Interestingly, Kirk Cameron didn’t actually want to make a better movie. There’s a very good reason why these movies are such juvenile and stultifying affairs; not only can their creators not get anybody decent signed up to work on them, but there’s just not a lot of risk-taking or artistry in Christian media anyway. These movies are pretty much of a muchness and making them runs along predictable lines. Here’s how you make a Christian movie nowadays:

1. Assume the audience watches a boatload of Fox News and shares all of those right-wing talking-points.

2. Sell an overly self-serving, ego-gratifying, or fearmongering message that will resonate with first-world Christians who all secretly think they are a totally persecuted minority but who also feel completely entitled to run the whole country and every American’s private life. The story need not be realistic; the target audience doesn’t want realism anyway.

3. Make a totally awful movie that is objectively and in every single identifiable way a third-rate product. There are books and educational materials out there that tell people how to make a halfway competent movie; read these, then ignore everything they have to say.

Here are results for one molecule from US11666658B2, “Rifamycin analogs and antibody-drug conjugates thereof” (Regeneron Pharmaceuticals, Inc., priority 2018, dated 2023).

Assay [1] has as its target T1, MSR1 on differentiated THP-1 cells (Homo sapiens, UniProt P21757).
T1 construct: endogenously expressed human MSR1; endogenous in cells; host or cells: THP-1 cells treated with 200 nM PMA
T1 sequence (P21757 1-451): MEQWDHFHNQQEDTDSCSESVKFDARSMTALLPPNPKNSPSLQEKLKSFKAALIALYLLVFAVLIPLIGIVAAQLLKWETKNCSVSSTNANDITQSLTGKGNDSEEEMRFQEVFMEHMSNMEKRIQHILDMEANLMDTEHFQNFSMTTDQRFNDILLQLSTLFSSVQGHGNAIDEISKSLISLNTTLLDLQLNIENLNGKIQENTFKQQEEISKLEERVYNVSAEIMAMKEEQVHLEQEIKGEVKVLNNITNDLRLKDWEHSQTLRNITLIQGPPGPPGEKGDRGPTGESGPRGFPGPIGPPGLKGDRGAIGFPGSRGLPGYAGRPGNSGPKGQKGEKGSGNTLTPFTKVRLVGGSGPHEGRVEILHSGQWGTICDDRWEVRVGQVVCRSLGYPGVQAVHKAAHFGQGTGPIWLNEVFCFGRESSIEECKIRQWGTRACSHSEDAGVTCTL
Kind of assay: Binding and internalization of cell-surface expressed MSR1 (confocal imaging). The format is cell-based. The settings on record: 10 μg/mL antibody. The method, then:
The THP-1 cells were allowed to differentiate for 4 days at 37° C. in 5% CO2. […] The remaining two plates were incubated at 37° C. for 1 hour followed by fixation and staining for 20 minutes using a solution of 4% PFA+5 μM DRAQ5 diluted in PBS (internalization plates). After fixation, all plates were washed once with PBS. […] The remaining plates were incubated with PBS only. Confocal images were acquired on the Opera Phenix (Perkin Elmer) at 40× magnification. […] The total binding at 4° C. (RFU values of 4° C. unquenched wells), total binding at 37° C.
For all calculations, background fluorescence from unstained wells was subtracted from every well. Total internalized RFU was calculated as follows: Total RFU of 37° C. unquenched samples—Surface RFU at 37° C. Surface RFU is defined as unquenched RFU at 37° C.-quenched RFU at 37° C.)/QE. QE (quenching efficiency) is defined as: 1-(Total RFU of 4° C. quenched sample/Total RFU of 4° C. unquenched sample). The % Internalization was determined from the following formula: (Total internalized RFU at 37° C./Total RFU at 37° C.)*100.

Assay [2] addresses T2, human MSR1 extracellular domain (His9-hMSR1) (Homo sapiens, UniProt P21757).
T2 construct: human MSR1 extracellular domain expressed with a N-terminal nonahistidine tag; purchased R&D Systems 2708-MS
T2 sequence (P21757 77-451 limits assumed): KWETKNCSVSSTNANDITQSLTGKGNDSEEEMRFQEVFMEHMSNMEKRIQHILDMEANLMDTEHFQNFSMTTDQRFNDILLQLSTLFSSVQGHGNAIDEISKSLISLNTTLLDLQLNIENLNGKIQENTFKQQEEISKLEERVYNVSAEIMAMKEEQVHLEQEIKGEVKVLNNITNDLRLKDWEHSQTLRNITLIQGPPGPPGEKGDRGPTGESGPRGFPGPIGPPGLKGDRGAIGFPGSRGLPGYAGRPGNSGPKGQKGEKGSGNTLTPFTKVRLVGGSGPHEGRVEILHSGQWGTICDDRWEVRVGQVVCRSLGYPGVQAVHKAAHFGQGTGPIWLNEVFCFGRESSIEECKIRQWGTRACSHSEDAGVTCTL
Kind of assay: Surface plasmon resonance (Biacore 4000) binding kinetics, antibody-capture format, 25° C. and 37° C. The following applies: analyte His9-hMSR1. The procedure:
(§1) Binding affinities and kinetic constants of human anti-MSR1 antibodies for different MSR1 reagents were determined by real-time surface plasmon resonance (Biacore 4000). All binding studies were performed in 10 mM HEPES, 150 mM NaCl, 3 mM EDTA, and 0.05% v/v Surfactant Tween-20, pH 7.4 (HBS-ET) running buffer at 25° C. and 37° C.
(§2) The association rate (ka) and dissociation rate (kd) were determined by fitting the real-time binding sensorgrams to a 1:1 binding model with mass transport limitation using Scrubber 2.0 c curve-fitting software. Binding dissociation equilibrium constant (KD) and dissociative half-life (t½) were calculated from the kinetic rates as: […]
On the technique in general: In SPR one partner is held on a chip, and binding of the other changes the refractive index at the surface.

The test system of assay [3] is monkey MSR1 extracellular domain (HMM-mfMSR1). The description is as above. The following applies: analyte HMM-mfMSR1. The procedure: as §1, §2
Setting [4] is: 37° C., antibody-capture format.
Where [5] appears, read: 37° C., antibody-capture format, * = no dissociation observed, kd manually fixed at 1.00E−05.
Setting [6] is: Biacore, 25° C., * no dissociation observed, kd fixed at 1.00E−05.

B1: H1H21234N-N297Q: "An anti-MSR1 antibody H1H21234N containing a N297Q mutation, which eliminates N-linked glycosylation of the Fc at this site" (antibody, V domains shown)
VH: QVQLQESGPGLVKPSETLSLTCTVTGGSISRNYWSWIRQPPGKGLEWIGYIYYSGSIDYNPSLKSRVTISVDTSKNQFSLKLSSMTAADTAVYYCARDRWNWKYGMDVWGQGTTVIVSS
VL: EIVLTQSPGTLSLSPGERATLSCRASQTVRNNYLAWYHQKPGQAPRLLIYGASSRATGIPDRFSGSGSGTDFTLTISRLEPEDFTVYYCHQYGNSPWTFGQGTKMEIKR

4. Complain bitterly when reviews are really negative and blame the liberal Hollywood establishment for just being all biased and hate-filled toward anything that’s good and morally pure. They’re just jealous, and possibly demon-possessed to boot.

5. Watch as your movie’s fans Zerg-rush the comments of all negative reviews to accuse their writers of being atheists who are angry at “God.” (PS: Enter the term “Zerg rush” into Google for a fun Easter egg! I found it totally by accident just now.)

6. PROFIT. And you probably will profit as long as the movie’s title is out-there Christian enough (which will get Christians’ attention and make their Facebook walls look pretty) and it’s a pandering-enough message. These movies are pretty cheap to make but the ones that fit that bill tend to make back many times their cost.

A "four pool" zergling rush against ...
A “four pool” zergling rush against a zerg AI opponent in StarCraft, who has not yet built a Spawning Pool. (Photo credit: Wikipedia) Yeah, about like this.